My first retail store was Ferndale Foods. By the suggestion of fellow local businessman and good friend, Jack Aronson, I took his suggestion and kept the operation small in the early days to see if the product was viable and would sell. Boy, did it! We are now in approximately 300 stores and growing! I still personally stock the shelves and tend to Ferndale Foods as much as I can.

DW: Recently there’s been a lawsuit filed against Detroit Bold. How did that happen and what’s your prediction of the outcome?
AJ: Yes, we are being sued by an unknown and obscure entity out of New York who claims the rights to “Detroit Coffee Co.” They maintain that our name, “Detroit Bold Coffee Co.,” confuses their potential customers. They are attempting to take our good name.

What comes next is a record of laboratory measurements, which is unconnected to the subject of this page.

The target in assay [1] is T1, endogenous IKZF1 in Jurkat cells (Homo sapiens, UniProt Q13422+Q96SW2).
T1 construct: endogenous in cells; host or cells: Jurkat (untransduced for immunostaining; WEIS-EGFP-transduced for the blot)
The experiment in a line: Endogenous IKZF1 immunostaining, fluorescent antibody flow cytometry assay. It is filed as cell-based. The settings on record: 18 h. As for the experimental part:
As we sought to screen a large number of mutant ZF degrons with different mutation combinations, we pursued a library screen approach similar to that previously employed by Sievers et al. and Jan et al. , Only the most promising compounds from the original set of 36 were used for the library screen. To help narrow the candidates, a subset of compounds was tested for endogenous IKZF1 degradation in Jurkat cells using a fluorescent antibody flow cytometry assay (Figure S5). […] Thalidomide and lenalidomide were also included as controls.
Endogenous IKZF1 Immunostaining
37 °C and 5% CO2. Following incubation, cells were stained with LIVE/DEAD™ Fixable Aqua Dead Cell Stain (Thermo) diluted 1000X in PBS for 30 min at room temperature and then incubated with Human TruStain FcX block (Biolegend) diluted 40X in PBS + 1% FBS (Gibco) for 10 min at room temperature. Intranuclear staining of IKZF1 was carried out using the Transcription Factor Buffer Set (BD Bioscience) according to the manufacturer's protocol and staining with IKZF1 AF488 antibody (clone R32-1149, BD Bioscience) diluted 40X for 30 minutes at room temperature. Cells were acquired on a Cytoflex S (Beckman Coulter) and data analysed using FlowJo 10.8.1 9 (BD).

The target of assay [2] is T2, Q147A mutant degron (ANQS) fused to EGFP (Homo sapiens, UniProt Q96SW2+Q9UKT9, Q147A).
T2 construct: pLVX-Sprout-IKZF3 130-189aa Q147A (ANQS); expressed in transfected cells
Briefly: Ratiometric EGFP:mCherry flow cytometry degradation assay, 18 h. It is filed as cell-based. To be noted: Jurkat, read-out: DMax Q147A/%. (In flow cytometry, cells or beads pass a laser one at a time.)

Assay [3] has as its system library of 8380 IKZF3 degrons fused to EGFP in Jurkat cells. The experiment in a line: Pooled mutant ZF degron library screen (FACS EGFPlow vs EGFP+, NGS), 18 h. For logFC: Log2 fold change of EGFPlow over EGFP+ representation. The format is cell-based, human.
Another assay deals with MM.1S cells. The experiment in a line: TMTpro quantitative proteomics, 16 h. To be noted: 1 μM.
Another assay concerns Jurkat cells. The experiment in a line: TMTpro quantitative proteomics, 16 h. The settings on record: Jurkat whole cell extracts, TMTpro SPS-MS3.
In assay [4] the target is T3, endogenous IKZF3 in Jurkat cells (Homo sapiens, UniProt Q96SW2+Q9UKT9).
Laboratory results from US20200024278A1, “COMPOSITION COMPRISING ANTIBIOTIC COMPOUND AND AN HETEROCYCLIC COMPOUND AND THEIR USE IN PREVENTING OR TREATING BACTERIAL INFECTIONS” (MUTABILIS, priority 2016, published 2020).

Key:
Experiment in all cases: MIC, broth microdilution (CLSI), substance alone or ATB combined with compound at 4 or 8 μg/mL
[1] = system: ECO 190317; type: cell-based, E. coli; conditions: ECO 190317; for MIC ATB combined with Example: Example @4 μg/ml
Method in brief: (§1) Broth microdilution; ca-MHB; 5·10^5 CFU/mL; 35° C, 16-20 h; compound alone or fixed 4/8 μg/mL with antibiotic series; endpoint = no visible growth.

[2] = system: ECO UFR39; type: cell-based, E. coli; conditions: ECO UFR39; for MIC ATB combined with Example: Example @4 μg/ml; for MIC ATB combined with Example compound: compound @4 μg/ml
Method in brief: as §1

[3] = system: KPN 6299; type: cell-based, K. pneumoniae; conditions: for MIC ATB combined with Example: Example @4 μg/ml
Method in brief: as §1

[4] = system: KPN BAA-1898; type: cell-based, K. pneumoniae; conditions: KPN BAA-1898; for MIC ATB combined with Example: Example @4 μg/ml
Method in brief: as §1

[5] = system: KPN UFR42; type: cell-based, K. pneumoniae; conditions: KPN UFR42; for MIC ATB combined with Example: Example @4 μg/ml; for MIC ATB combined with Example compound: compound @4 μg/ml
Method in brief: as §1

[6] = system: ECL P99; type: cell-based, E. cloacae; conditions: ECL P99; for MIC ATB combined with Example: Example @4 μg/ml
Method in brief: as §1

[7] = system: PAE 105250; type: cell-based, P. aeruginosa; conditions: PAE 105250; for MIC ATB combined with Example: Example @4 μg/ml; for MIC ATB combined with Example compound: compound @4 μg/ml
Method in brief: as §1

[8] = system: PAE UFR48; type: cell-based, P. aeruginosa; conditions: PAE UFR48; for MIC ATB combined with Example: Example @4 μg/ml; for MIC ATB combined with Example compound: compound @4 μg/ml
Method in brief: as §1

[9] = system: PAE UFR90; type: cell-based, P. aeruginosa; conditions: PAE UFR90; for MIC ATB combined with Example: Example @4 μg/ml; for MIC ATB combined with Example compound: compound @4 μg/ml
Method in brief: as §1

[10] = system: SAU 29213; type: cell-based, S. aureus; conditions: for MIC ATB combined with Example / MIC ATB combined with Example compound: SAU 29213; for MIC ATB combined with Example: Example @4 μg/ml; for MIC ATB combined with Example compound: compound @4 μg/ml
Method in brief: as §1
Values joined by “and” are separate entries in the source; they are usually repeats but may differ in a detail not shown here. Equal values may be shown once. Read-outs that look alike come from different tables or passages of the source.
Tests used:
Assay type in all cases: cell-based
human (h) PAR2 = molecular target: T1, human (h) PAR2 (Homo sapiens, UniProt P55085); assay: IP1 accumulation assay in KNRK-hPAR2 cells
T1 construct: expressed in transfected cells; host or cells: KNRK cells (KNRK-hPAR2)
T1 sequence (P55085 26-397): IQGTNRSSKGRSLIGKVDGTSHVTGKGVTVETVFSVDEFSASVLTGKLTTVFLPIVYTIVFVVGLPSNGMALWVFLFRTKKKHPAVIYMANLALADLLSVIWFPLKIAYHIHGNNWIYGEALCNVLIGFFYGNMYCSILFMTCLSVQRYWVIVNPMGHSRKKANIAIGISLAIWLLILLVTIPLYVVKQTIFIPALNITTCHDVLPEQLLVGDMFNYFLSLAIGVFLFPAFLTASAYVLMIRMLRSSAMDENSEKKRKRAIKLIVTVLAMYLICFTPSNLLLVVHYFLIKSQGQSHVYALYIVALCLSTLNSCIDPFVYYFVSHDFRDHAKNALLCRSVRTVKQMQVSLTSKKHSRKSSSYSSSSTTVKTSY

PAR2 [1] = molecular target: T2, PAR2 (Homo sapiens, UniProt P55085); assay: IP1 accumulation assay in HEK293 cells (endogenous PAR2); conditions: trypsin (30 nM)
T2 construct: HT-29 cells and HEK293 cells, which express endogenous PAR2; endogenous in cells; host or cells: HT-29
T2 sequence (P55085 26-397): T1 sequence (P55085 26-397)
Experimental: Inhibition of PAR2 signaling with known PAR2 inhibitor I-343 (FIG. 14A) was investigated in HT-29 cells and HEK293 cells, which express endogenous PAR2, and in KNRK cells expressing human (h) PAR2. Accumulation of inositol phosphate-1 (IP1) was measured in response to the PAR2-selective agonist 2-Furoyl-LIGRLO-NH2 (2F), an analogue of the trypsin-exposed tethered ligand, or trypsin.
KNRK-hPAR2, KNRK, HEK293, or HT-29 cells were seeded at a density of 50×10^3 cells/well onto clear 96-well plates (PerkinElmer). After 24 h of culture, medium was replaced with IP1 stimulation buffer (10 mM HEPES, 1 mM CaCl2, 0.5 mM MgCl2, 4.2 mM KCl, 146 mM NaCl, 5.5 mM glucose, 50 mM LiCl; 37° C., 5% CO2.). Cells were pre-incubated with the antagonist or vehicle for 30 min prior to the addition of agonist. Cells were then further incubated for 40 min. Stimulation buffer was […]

I am not at liberty to discuss much of the case but I can say that our name, our story and our dedication to providing excellent products and being that essence of what it means to be Detroit Bold is more than a product or a name. It is a civic pride, born of authenticity that comes from being a part of the fabric of where you come from and that is not something that can be bought or taken away.

DW: Regardless of the lawsuit what will your future plans be with Detroit Bold?